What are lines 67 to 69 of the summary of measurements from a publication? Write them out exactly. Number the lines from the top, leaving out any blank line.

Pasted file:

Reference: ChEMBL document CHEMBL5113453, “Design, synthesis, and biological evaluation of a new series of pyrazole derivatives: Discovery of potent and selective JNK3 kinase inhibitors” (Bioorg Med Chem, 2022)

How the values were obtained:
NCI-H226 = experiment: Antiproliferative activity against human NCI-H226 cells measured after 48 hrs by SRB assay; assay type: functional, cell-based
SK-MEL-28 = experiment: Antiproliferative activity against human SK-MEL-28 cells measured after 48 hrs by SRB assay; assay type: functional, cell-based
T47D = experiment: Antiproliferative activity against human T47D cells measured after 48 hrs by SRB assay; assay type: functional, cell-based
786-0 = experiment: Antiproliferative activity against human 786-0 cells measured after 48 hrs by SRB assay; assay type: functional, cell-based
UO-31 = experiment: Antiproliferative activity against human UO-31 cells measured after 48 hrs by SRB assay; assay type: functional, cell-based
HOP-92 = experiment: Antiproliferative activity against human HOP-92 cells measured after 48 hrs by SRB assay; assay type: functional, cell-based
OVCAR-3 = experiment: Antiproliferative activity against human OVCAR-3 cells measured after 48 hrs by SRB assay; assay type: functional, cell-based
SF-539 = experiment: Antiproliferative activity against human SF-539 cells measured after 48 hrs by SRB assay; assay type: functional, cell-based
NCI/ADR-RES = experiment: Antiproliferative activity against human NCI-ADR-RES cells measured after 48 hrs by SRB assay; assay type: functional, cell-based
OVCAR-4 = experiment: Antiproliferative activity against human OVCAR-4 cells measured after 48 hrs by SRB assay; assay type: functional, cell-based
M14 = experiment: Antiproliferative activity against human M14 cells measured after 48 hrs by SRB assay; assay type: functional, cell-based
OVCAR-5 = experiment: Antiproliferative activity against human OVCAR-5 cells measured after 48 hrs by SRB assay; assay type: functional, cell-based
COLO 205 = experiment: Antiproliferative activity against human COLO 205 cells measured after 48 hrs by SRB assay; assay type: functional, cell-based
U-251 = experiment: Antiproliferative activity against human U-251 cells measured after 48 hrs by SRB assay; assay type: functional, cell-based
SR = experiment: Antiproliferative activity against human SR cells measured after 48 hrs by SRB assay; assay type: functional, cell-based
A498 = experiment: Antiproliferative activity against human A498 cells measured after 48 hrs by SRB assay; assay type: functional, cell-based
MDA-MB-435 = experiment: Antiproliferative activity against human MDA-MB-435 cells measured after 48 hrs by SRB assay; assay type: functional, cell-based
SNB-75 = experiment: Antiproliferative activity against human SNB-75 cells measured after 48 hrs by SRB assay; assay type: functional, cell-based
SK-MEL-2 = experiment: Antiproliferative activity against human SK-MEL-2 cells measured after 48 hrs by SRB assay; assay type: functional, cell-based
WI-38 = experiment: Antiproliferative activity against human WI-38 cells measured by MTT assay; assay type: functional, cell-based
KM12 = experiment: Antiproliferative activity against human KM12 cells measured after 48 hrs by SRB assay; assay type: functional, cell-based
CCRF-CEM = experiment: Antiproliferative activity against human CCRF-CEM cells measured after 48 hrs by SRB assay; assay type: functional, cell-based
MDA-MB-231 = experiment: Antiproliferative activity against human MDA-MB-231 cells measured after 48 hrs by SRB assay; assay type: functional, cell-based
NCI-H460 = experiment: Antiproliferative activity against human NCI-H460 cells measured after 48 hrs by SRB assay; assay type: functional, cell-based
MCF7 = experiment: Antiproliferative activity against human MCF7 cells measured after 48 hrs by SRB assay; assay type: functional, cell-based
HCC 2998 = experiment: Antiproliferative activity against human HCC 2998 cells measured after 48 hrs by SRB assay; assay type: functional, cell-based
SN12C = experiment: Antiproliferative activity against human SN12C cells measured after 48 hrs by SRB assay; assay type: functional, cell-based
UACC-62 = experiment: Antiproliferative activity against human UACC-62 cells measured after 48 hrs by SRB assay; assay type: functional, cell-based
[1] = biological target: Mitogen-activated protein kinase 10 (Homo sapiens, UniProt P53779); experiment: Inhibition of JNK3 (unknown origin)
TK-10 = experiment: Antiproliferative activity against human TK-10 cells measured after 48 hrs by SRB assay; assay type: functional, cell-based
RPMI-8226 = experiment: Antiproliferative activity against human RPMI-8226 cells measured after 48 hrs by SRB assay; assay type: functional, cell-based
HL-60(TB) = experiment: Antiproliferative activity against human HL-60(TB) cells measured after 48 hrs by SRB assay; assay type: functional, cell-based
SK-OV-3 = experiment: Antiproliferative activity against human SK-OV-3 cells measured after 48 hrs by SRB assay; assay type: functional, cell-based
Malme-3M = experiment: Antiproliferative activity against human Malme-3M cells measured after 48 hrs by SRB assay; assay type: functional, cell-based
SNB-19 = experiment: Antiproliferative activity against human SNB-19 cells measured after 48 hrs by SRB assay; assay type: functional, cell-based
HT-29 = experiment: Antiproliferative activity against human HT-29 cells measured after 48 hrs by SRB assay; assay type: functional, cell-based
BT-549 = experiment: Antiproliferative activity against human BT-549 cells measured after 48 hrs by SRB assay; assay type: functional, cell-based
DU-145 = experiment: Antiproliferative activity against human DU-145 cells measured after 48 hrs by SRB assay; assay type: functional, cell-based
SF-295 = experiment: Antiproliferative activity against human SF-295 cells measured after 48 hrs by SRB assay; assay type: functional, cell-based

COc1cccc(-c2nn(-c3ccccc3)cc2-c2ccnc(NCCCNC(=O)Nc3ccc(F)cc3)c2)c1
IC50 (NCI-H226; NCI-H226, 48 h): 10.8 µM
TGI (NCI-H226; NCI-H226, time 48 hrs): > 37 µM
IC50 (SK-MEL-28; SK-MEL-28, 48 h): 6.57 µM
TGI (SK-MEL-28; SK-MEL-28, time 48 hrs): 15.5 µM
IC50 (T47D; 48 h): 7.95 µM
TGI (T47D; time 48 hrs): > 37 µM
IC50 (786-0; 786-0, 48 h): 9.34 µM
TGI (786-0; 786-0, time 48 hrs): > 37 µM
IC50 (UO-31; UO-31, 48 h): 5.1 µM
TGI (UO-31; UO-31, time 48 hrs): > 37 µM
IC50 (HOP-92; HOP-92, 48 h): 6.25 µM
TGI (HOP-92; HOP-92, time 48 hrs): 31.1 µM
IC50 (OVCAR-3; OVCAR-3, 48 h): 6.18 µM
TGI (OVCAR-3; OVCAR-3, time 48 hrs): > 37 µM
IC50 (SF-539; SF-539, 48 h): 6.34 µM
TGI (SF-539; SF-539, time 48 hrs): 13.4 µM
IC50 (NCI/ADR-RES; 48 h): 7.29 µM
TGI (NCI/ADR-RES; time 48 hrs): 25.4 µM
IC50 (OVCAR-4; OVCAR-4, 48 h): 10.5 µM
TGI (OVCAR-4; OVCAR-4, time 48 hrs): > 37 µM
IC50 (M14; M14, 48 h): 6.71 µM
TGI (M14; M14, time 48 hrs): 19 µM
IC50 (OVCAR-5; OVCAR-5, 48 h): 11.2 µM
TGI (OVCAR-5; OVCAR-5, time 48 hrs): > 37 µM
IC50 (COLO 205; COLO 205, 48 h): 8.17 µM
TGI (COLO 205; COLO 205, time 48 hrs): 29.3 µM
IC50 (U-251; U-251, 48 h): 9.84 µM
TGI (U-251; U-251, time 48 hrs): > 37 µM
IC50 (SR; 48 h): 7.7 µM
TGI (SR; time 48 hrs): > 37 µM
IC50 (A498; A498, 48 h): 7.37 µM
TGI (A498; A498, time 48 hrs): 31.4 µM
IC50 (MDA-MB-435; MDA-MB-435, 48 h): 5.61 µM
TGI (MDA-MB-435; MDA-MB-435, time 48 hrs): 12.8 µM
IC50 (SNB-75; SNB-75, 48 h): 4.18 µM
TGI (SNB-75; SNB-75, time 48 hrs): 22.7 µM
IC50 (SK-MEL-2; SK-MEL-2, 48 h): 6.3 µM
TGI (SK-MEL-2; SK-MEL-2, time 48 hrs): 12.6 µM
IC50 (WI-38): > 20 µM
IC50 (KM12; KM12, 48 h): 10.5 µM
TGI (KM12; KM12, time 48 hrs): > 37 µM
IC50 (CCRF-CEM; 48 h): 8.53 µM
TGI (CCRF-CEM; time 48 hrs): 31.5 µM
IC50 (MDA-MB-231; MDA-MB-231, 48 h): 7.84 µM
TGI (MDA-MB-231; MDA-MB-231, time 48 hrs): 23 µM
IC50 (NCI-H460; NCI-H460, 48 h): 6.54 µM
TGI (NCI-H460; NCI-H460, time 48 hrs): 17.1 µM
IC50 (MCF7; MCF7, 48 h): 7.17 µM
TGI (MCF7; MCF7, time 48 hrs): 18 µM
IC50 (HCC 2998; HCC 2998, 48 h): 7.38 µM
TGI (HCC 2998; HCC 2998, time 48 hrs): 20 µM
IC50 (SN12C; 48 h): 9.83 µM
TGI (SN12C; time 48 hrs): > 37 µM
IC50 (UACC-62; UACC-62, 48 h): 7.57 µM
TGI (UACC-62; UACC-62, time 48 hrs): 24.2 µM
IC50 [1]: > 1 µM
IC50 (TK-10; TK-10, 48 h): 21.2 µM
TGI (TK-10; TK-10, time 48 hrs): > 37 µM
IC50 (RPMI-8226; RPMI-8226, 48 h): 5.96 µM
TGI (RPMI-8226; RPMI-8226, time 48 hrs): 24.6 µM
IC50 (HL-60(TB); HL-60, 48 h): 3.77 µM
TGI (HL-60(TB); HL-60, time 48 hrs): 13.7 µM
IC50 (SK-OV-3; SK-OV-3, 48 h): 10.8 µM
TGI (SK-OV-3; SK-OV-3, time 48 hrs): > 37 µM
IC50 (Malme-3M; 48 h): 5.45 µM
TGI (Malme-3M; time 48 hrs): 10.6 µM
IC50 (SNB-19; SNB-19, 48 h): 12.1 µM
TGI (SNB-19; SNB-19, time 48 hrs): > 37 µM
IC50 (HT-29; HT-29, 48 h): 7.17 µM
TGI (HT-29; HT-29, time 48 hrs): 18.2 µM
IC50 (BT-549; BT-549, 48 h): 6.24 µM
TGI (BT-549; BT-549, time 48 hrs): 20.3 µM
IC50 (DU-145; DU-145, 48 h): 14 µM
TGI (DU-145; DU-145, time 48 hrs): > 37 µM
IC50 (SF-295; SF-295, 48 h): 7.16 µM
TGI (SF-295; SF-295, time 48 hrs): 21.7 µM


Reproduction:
IC50 (COLO 205; COLO 205, 48 h): 8.17 µM
TGI (COLO 205; COLO 205, time 48 hrs): 29.3 µM
IC50 (U-251; U-251, 48 h): 9.84 µM